It’s a very nice experience. It can be done with slightly larger groups than most of the games on this list, because there isn’t really any material to go around, just a conundrum to discuss. So far, the first page of each issue I solved has been a riddle, followed by a number of logic puzzles. We’re not really into riddles, so this first page is always the only one we get stuck on. But that’s just personal preference of course. Highly recommended.
- Mail order. Two trilogies released so far.
- Recommended nr. of players: 1 to 4.
- Duration: ±3 hours per box.
- Difficulty: medium
- Price: approx. $75 for a trilogy.
- Age: 16+
- Resettable: yes
These boxes for ‘Belgium’s largest detective team’ are in Dutch only, just like my own. Crimibox just released their second trilogy. It’s the only entry on this list that doesn’t have a mystical or historical theme: you’ll be solving cold-blooded murder.
Players apply as members of a special civilian detective squad and are sent monthly files of cases the police isn’t able to solve: police reports, interview transcripts, photos and pieces of evidence (like bits of bloody fabric). Apart from that, a large part of the experience is digital, like online video, social media accounts and their custom Crimibase app. A chatbot is used as the hint system.
Crimibox is another good example of the diversity in home mysteries. It isn’t quite as escape-room-y as most. Instead of solving self-contained puzzles, it’s all about following tracks and making logical deductions, like a detective would. The creators greatly encourage players to work together through their large private Facebook group.
Note: Crimibox seems to have a lot in common with Hunt a Killer, a successful puzzle subscription in the US. They have a similar theme and tone and also use monthly shipments. I never played Hunt a Killer, so I can’t go into detail.
4. The Wilson Wolfe Affair by Simulacra Games
- Mail order (Kickstarter)
- Recommended nr. of players: ±1 to 4.
- Duration: hard to say (see below). Long, though.
- Difficulty: hard
- Price: approx. $75 (‘silver tier’) to €280 (‘platinum tier’)
- Resettable: Yes
Woof! Now this is a huge, packed to the brim, extremely ambitious product. The Wilson Wolfe Affair has a very distinctive look. The theme is early 20th century animation: bold lines, bright colors, and a lot of material with a toy-like feel. All the props look incredible.
“Upon finding the diary of a studio animator in a box of old cartoon memorabilia, you become convinced of his theory that someone was hiding secret messages in the cartoons.” The price for the full game (the ‘platinum tier’) is very high, but there is just so much in the box: a zoetrope, two board games, multiple maps, magazines and newspapers, 3d glasses, a slide viewer (one of those stereoscope things), and much, much more. In their words: “The amount of content is colossal. The full game covers more than 40 […] smaller puzzles. Each of these might take 15-60 minutes to complete.”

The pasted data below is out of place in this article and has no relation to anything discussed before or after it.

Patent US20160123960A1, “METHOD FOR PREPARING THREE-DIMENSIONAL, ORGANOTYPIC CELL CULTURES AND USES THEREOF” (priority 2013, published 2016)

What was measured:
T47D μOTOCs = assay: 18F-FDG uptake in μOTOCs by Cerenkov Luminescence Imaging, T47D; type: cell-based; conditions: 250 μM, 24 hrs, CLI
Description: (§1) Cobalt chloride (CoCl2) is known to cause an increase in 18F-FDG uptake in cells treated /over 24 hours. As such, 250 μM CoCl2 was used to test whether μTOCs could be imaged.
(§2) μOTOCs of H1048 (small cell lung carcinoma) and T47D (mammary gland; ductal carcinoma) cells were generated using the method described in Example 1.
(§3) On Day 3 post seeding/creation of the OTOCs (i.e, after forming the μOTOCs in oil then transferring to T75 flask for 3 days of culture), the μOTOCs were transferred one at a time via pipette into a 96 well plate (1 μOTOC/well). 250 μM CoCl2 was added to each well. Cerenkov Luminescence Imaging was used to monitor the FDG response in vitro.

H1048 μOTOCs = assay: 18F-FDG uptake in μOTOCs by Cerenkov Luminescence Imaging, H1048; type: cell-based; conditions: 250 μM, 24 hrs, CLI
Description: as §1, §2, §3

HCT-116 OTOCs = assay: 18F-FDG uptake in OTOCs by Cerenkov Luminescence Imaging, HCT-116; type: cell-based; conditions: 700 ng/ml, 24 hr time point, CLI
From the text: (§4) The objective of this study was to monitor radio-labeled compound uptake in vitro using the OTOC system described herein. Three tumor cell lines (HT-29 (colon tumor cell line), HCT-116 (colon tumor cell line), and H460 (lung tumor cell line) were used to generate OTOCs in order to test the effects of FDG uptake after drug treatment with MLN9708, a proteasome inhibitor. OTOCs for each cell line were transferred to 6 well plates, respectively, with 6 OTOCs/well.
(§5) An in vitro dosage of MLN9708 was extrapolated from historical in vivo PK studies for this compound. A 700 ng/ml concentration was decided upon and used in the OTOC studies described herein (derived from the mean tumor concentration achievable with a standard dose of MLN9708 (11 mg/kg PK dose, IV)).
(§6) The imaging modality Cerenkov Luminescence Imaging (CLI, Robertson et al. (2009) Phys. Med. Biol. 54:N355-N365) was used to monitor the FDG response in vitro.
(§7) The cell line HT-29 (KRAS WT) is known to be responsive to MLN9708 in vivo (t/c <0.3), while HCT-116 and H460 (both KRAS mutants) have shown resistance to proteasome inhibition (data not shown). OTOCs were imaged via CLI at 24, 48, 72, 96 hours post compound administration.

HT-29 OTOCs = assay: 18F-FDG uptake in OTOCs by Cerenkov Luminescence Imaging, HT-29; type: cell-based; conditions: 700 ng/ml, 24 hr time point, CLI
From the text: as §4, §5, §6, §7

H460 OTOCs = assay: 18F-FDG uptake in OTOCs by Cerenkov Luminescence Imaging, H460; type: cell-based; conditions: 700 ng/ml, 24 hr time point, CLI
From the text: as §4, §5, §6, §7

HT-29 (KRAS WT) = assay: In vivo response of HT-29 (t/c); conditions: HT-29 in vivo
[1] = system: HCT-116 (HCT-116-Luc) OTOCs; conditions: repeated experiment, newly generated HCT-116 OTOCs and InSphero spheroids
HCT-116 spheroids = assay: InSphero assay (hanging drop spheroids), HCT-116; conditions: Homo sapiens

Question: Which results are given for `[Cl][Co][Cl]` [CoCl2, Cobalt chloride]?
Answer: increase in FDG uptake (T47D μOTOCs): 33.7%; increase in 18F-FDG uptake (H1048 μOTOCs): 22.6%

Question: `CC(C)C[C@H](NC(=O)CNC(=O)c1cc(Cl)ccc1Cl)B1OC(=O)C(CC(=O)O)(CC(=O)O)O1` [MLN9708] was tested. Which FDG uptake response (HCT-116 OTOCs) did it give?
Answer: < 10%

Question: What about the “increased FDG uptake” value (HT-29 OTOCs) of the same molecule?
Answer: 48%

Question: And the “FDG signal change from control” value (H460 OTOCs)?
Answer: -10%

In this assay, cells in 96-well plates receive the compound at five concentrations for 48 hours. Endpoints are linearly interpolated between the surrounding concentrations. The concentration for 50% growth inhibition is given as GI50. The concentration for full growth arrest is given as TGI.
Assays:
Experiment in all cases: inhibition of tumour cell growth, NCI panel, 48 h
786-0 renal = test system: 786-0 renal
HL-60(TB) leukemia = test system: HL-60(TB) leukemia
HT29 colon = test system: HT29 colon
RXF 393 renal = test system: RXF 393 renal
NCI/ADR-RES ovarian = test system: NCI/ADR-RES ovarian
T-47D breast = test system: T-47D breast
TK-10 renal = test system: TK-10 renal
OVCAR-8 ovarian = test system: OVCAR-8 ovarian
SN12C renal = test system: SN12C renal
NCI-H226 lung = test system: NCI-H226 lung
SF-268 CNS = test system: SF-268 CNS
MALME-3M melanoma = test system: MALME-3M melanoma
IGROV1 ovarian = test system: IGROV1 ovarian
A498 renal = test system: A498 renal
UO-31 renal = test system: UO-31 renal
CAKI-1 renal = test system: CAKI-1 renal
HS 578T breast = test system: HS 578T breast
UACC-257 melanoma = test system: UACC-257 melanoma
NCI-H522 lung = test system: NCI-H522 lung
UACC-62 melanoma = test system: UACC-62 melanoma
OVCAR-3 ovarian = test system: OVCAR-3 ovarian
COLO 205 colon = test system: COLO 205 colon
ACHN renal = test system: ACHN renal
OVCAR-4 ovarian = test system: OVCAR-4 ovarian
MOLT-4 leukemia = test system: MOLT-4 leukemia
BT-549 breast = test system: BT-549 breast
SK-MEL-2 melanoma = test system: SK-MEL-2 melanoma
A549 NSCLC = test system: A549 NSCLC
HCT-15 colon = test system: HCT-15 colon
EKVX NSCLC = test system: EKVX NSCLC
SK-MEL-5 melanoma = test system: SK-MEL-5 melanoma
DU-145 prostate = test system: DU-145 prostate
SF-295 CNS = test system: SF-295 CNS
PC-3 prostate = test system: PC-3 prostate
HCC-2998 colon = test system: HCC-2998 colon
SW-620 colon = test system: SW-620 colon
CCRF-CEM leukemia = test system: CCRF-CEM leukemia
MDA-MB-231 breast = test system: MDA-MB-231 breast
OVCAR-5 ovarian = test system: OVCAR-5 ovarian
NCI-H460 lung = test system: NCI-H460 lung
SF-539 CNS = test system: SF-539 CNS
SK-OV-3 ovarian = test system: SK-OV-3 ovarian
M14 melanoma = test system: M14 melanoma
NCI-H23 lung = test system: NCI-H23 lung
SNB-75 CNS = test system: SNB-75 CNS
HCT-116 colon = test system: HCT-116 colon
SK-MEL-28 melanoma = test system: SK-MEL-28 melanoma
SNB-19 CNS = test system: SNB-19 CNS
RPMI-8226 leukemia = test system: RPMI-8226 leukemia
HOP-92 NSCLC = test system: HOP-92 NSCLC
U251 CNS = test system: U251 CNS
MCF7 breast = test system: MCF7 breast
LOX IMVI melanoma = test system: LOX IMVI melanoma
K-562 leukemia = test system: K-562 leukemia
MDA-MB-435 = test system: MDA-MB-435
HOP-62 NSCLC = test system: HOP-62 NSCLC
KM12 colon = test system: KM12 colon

However, Kickstarter games are known for roping backers in with meaningless goodies. That’s why I bought the cheaper ‘silver tier’, and I’m glad I did. It still contains dozens of items and close to 30 puzzles.
The game is less like an escape room, and more like a puzzle hunt: a series of largely unrelated puzzles, with very little handholding. Every puzzle leads to a word or phrase; find all of them to solve the final step. Some puzzles are much harder than others, and to be honest: some are much more fun than others. There is an enormous amount of creativity in this game, but sometimes it can feel like a chore.
The Wilson Wolfe Affair isn’t for sale at the moment. I believe they intend to prepare a full launch, now that all pre-orders are shipped.
5. Journal 29 by Dimitris Chassapakis
- Recommended nr. of players: 1 or 2.
- Duration: ±5 hours total.
- Difficulty: easy to medium
- Price: $15
- Resettable: Yes
Journal 29 is quite different from all the others on the list. It might not even fit some of the narrower definitions of a home mystery game. But I’m including it, because I can. This list is all about variation anyway.
Journal 29 is cheap, fun and easy to take with you. We solved our copy outside, at a camp site in France. It’s a book with a single puzzle on every page. Enter the solution on the website, get a keyword in return, and continue to the next page. You’ll need previous keywords to progress through the book.
The mysterious book contains the notes of a team of investigators working on a top-secret excavation. Something happened in the 29th week: the team disappeared; all that was left behind was their journal. And… that’s about all there is to the story. It gives the puzzles a bit of a theme and there are a lot of nice-looking sketches, but don’t expect any plot development. It’s all about the puzzles. Some of which are brilliant and tricky, others I consider filler material. That’s ok though; there are 63 of them. And the creator recently released a sequel, which does have a bit more story to it.